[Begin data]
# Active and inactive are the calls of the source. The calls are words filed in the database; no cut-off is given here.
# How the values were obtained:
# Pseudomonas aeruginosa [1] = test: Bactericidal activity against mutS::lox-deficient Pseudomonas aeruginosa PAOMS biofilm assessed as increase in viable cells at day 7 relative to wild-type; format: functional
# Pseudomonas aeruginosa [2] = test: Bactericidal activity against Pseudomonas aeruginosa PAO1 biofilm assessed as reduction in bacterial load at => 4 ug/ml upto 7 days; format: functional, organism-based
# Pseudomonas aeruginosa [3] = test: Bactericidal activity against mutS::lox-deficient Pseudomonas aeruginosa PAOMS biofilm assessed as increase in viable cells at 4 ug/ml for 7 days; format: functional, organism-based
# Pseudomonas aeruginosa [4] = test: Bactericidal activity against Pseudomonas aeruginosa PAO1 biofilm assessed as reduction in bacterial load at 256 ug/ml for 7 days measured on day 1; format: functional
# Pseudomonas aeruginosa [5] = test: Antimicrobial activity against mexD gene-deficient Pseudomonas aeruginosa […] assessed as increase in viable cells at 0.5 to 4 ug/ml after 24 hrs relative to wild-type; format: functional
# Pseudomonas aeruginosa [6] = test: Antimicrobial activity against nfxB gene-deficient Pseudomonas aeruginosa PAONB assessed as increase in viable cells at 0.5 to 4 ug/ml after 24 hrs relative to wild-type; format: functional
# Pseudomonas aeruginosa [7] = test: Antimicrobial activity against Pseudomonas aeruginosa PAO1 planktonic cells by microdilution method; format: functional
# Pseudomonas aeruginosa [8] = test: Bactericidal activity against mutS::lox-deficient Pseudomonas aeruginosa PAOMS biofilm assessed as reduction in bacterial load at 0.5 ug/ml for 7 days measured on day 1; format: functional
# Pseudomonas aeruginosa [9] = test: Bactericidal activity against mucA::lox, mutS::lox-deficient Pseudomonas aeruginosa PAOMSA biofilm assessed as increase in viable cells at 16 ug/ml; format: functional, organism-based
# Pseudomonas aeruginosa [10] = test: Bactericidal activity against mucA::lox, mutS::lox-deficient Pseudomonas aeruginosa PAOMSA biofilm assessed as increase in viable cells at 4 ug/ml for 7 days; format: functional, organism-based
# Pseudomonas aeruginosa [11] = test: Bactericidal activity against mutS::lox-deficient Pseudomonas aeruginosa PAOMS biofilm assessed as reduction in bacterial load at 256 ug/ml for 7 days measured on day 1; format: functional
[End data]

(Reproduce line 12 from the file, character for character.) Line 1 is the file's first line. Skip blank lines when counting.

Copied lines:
# Pseudomonas aeruginosa [10] = test: Bactericidal activity against mucA::lox, mutS::lox-deficient Pseudomonas aeruginosa PAOMSA biofilm assessed as increase in viable cells at 4 ug/ml for 7 days; format: functional, organism-based